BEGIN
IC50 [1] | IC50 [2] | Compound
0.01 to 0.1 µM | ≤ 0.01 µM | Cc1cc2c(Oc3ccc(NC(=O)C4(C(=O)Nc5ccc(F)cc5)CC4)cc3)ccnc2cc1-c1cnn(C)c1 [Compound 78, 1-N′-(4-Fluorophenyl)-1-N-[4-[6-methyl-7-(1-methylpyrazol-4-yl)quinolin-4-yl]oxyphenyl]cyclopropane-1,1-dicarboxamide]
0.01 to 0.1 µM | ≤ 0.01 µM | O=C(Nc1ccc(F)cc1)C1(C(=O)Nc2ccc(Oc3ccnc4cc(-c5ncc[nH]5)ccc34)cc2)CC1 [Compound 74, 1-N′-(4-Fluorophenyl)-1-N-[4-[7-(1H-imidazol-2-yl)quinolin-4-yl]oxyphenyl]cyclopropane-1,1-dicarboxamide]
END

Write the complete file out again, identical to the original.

IC50 [1] | IC50 [2] | Compound
0.01 to 0.1 µM | ≤ 0.01 µM | Cc1cc2c(Oc3ccc(NC(=O)C4(C(=O)Nc5ccc(F)cc5)CC4)cc3)ccnc2cc1-c1cnn(C)c1 [Compound 78, 1-N′-(4-Fluorophenyl)-1-N-[4-[6-methyl-7-(1-methylpyrazol-4-yl)quinolin-4-yl]oxyphenyl]cyclopropane-1,1-dicarboxamide]
0.01 to 0.1 µM | ≤ 0.01 µM | O=C(Nc1ccc(F)cc1)C1(C(=O)Nc2ccc(Oc3ccnc4cc(-c5ncc[nH]5)ccc34)cc2)CC1 [Compound 74, 1-N′-(4-Fluorophenyl)-1-N-[4-[7-(1H-imidazol-2-yl)quinolin-4-yl]oxyphenyl]cyclopropane-1,1-dicarboxamide]